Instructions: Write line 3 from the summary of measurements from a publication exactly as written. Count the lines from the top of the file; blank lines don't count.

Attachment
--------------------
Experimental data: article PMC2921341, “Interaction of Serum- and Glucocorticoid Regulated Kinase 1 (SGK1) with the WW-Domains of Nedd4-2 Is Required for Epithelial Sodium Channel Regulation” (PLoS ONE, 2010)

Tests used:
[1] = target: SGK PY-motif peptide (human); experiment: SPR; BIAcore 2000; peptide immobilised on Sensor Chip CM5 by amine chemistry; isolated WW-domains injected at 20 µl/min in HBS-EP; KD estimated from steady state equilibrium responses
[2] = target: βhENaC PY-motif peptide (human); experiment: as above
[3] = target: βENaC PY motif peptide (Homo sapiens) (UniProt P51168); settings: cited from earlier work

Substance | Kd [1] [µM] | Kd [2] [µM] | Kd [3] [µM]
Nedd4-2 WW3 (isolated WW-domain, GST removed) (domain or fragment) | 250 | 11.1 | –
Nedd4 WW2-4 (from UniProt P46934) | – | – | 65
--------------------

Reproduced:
[1] = target: SGK PY-motif peptide (human); experiment: SPR; BIAcore 2000; peptide immobilised on Sensor Chip CM5 by amine chemistry; isolated WW-domains injected at 20 µl/min in HBS-EP; KD estimated from steady state equilibrium responses